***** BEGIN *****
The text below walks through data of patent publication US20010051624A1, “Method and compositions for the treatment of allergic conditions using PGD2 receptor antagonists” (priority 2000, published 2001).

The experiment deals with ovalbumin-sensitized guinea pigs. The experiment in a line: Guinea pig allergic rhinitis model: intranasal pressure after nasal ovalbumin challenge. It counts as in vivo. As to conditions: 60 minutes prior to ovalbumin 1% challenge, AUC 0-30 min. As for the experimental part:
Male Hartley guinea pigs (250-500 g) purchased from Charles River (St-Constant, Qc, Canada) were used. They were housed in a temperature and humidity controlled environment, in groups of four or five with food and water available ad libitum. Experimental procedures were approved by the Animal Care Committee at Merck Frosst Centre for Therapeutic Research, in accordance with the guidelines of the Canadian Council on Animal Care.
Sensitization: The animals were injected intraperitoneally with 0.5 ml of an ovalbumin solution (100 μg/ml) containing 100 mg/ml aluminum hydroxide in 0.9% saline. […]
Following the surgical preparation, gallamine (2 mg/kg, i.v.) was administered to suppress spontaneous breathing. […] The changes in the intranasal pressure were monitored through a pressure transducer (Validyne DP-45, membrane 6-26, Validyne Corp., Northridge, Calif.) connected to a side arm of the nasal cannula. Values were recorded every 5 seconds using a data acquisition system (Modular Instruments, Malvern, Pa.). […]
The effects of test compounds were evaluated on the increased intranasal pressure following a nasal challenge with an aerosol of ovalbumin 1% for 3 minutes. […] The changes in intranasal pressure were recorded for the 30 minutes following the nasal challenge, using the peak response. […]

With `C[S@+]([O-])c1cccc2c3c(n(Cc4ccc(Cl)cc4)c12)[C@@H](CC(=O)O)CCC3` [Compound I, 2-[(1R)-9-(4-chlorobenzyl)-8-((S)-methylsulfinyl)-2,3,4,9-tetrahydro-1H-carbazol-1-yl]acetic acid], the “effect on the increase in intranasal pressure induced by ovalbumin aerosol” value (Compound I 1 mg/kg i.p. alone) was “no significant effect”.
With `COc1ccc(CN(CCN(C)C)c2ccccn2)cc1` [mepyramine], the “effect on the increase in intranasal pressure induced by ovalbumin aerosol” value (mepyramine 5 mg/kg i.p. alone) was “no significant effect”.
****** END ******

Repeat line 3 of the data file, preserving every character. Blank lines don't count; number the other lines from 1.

Male Hartley guinea pigs (250-500 g) purchased from Charles River (St-Constant, Qc, Canada) were used. They were housed in a temperature and humidity controlled environment, in groups of four or five with food and water available ad libitum. Experimental procedures were approved by the Animal Care Committee at Merck Frosst Centre for Therapeutic Research, in accordance with the guidelines of the Canadian Council on Animal Care.